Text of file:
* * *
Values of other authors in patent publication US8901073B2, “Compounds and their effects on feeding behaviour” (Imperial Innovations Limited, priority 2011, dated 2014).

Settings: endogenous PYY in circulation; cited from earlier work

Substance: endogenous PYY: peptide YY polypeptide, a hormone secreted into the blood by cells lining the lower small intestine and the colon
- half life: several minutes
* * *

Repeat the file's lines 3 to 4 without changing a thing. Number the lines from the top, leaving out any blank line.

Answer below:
Substance: endogenous PYY: peptide YY polypeptide, a hormone secreted into the blood by cells lining the lower small intestine and the colon
- half life: several minutes